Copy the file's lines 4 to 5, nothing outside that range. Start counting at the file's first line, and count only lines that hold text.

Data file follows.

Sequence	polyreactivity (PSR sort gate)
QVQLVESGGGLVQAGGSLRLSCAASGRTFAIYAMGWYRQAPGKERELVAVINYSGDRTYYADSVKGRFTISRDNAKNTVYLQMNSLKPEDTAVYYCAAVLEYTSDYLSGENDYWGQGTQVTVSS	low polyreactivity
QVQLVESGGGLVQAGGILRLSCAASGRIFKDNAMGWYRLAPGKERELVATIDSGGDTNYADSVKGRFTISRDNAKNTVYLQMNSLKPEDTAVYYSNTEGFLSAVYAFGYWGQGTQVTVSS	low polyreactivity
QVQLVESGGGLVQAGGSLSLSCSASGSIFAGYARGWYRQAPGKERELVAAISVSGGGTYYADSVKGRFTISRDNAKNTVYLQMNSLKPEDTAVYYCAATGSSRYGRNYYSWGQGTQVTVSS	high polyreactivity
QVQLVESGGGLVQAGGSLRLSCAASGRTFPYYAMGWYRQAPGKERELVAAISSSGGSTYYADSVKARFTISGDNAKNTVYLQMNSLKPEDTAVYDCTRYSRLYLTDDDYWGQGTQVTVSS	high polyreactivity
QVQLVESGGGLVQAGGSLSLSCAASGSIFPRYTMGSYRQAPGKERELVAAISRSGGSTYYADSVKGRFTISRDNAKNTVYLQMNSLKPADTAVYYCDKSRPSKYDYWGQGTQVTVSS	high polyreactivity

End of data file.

QVQLVESGGGLVQAGGSLSLSCSASGSIFAGYARGWYRQAPGKERELVAAISVSGGGTYYADSVKGRFTISRDNAKNTVYLQMNSLKPEDTAVYYCAATGSSRYGRNYYSWGQGTQVTVSS	high polyreactivity
QVQLVESGGGLVQAGGSLRLSCAASGRTFPYYAMGWYRQAPGKERELVAAISSSGGSTYYADSVKARFTISGDNAKNTVYLQMNSLKPEDTAVYDCTRYSRLYLTDDDYWGQGTQVTVSS	high polyreactivity